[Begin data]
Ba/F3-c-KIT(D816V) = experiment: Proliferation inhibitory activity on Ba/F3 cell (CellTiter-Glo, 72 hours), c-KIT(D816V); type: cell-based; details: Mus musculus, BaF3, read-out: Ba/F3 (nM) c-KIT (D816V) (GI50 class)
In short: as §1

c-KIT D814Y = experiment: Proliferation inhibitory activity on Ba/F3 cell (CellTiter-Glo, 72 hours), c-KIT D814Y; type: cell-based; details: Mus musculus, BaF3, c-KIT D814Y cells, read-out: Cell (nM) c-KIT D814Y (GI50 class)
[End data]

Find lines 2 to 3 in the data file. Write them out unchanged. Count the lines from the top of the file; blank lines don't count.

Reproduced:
In short: as §1

c-KIT D814Y = experiment: Proliferation inhibitory activity on Ba/F3 cell (CellTiter-Glo, 72 hours), c-KIT D814Y; type: cell-based; details: Mus musculus, BaF3, c-KIT D814Y cells, read-out: Cell (nM) c-KIT D814Y (GI50 class)